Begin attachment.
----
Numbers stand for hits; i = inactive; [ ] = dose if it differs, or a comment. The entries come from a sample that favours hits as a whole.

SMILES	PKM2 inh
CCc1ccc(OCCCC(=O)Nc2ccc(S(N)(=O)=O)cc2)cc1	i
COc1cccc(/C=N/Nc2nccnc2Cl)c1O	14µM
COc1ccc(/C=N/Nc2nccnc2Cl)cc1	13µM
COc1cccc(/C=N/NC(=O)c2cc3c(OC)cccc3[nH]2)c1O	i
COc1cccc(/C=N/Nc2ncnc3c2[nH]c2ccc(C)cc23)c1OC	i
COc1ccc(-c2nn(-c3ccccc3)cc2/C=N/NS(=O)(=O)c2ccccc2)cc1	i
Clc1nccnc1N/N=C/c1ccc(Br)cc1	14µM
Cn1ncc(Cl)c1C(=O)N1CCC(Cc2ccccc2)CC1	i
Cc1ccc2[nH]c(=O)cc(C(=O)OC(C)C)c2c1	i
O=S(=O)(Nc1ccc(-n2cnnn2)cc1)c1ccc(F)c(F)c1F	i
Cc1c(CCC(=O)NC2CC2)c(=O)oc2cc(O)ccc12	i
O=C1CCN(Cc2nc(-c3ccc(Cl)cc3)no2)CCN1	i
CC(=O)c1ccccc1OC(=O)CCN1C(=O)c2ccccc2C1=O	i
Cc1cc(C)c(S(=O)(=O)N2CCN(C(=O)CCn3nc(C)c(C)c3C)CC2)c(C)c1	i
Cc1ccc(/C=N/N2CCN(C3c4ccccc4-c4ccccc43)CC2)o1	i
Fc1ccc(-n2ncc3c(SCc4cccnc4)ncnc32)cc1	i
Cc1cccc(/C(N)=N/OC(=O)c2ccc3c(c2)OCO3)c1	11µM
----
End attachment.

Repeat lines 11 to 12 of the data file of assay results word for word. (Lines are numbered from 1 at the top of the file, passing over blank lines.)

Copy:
Cc1ccc2[nH]c(=O)cc(C(=O)OC(C)C)c2c1	i
O=S(=O)(Nc1ccc(-n2cnnn2)cc1)c1ccc(F)c(F)c1F	i